Editor's note: Chris Taylor is San Francisco bureau chief of Mashable, a popular tech-news blog and a CNN.com content partner.
(CNN) -- In the beginning was a word, sketched on a legal pad. And the word was Status.
That was the working title used by programmer Jack Dorsey in 2000, when he designed the service that was to become Twitter six years later.
An urban-design geek, Dorsey envisaged a city full of people buzzing short messages at each other the way taxi dispatchers and bike messengers do. Where are you? What's up? What's your status?
Today, five years after its inception, Twitter's status seems in flux. On the one hand, it is a vibrant virtual metropolis beyond Dorsey's wildest imaginings. It has garnered 200 million citizens from every corner of the world, yet manages to be more orderly and simple than that noisy Facebook megalopolis down the road.
There are no annoying Mafia Wars notifications here, no targeted ads, no anxiety-producing friend requests -- nothing but real-time messages from whomever you're interested in, be they Lady Gaga or the girl next door.
On the other hand, all is not well in Status City. This week's cover story in Fortune warns that Twitter usage appears to be flatlining.
One hundred million of those citizens are absent altogether, and Twitter.com has fewer visitors per month -- about 20 million -- than MySpace, according to comScore.
The company has a steady hand on the tiller in new CEO Dick Costolo but lacks a visionary product leader (Dorsey is equally focused on his next company, Square). It still suffers from irritating outages and isn't turning a profit.
And as CNN reported on Wednesday, UberMedia, the company behind mobile Twitter apps like Echofon, is planning to build a rival microblogging network, one that may shun the famous 140-character limit.
So are the buzzards circling over Status City? Should tweeters head for the hills or prepare to move to a competing town with fewer regulations?
In a word: no. The city that Jack built is a lot more robust -- and unrepeatable -- than it may seem.
First of all, let's look at those numbers. They vary wildly according to which service you use and how you slice them.
Quantcast says there has been a 50% jump in Twitter usage in the past five months. Most of that is overseas: Google Analytics says international traffic has risen 83% in the past year.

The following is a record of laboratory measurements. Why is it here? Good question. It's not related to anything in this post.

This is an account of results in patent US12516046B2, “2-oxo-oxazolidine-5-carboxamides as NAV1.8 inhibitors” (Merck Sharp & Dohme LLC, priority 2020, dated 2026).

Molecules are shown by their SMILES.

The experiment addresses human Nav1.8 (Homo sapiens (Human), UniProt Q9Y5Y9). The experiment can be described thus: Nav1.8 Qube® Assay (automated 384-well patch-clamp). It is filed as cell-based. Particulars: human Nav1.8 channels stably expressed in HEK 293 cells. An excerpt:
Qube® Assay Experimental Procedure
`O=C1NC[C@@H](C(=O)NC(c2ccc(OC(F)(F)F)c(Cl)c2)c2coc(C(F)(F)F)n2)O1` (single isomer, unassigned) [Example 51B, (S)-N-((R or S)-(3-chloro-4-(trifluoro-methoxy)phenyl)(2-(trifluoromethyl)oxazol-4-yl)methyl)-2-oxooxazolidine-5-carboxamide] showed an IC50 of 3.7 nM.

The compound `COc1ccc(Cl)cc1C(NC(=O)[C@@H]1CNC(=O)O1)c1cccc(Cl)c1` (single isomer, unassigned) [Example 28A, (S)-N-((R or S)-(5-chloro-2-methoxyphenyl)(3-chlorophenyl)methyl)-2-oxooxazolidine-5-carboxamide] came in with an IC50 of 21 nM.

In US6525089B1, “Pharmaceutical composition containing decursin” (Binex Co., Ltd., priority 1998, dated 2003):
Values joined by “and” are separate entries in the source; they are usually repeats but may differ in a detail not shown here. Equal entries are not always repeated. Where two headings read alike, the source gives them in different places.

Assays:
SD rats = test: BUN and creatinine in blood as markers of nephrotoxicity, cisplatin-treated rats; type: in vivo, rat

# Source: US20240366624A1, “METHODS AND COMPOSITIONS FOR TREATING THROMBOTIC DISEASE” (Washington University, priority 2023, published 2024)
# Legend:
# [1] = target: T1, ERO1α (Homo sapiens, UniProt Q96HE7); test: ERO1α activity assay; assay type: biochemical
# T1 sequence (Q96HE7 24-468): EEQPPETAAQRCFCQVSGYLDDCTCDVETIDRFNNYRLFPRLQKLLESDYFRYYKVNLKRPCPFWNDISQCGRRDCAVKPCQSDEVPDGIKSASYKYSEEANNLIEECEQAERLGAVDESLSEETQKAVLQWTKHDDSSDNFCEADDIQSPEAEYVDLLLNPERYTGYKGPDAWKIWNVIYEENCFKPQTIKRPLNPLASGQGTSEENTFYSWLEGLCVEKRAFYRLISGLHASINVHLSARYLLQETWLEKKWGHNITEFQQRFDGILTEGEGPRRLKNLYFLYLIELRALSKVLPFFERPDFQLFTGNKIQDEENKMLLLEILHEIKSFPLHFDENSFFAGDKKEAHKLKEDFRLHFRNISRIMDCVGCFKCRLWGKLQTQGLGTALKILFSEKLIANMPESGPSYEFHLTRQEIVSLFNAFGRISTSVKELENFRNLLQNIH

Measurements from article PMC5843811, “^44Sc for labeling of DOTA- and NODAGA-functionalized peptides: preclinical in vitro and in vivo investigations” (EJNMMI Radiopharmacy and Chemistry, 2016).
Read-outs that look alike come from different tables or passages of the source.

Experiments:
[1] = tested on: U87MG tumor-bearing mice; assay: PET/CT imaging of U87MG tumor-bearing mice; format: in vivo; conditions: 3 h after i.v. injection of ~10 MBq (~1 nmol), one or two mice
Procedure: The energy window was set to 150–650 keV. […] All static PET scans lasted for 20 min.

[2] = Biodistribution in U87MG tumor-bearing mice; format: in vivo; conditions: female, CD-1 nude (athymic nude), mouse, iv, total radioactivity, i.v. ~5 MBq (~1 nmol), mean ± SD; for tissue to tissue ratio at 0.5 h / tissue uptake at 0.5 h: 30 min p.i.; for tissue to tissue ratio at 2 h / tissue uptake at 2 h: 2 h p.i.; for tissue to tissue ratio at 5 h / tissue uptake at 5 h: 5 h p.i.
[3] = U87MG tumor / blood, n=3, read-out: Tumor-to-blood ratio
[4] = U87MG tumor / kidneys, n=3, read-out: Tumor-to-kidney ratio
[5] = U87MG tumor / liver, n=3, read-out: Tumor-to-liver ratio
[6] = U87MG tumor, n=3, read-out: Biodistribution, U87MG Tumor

And because so many people are tweeting on their mobile device or third party app, the Twitter.com numbers are incomplete and misleading.
But even if we take the extremely conservative estimate of 20 million hardcore Twitter users, that ain't chopped liver. It's a phenomenal achievement for a 5-year-old company. These devotees could fill New York and Los Angeles combined. They ensure a neverending stream of news of every kind, perfectly customizable to your needs.
You may be overwhelmed in Status City, but you will never be bored.
No other service, not even Facebook, gives the impression of immersing you in a global conversation, a fact that becomes abundantly clear any time there is a natural disaster, revolution or major sporting event. As Costolo frequently says, the service has barely reached 1% of its potential.
A hardcore elite of 20 million-plus also represents an unassailable lead over would-be competitors like UberMedia. Many have tried, such as Jaiku (bought and then abandoned by Google) and the now-defunct Pownce.
But this isn't a medium like TV, where many channels can succeed. This is more like a network where Twitter itself contains all the channels. Barring Twitter doing something phenomenally stupid, like charging users for the service, why would you change the dial?
Indeed, the only successful fellow microblogging services thus far are the ones that build layers on top of Twitter, such as Stocktwits, or open-source additions like Identi.ca. Be they gated communities or anarchic communes at the edge of Status City, they all need the vibrant metropolis itself in order to thrive.
And what of that 140-character limit? Far from being a problem, it remains Twitter's greatest asset, as much as a tiny minority of users may chafe against it. In urban terms, it is the stop-light system that keeps traffic flowing -- and allows everyone to get a word in edgewise.
Art thrives on constriction. Screenwriters and poets have long known that if something is worth saying, it's worth saying as briefly as possible. With Twitter, the rest of the world is finding that out.
Call it the democratization of writing. Anyone can enter the elite of Status City and gain thousands of followers, if they have the wit for it.
In short, the ability to churn out interesting tweets has become a much-admired skill -- the ultimate 21st-century status symbol.